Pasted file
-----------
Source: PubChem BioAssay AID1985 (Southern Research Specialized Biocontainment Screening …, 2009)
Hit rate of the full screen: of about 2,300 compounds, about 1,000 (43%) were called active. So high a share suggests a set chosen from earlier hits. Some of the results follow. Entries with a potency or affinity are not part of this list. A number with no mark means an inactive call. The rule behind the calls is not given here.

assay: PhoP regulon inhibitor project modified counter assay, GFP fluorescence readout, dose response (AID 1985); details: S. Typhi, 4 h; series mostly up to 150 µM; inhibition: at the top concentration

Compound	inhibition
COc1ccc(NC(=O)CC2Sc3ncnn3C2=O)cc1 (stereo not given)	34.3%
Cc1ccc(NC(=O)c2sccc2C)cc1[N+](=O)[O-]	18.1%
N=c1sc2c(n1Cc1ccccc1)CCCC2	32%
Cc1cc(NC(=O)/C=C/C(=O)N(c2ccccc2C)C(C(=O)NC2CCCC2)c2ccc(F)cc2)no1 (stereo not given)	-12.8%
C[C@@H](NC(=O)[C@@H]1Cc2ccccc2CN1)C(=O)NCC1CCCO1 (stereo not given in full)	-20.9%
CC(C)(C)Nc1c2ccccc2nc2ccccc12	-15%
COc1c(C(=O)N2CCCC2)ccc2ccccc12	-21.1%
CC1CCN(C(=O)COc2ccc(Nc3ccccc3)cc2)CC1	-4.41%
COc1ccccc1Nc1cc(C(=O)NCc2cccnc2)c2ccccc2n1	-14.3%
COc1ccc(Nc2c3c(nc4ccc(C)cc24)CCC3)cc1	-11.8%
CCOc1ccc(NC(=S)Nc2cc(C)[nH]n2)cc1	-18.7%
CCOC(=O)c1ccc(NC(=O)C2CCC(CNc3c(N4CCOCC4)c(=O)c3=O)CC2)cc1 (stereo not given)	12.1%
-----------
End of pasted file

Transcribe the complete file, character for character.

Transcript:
Source: PubChem BioAssay AID1985 (Southern Research Specialized Biocontainment Screening …, 2009)
Hit rate of the full screen: of about 2,300 compounds, about 1,000 (43%) were called active. So high a share suggests a set chosen from earlier hits. Some of the results follow. Entries with a potency or affinity are not part of this list. A number with no mark means an inactive call. The rule behind the calls is not given here.

assay: PhoP regulon inhibitor project modified counter assay, GFP fluorescence readout, dose response (AID 1985); details: S. Typhi, 4 h; series mostly up to 150 µM; inhibition: at the top concentration

Compound	inhibition
COc1ccc(NC(=O)CC2Sc3ncnn3C2=O)cc1 (stereo not given)	34.3%
Cc1ccc(NC(=O)c2sccc2C)cc1[N+](=O)[O-]	18.1%
N=c1sc2c(n1Cc1ccccc1)CCCC2	32%
Cc1cc(NC(=O)/C=C/C(=O)N(c2ccccc2C)C(C(=O)NC2CCCC2)c2ccc(F)cc2)no1 (stereo not given)	-12.8%
C[C@@H](NC(=O)[C@@H]1Cc2ccccc2CN1)C(=O)NCC1CCCO1 (stereo not given in full)	-20.9%
CC(C)(C)Nc1c2ccccc2nc2ccccc12	-15%
COc1c(C(=O)N2CCCC2)ccc2ccccc12	-21.1%
CC1CCN(C(=O)COc2ccc(Nc3ccccc3)cc2)CC1	-4.41%
COc1ccccc1Nc1cc(C(=O)NCc2cccnc2)c2ccccc2n1	-14.3%
COc1ccc(Nc2c3c(nc4ccc(C)cc24)CCC3)cc1	-11.8%
CCOc1ccc(NC(=S)Nc2cc(C)[nH]n2)cc1	-18.7%
CCOC(=O)c1ccc(NC(=O)C2CCC(CNc3c(N4CCOCC4)c(=O)c3=O)CC2)cc1 (stereo not given)	12.1%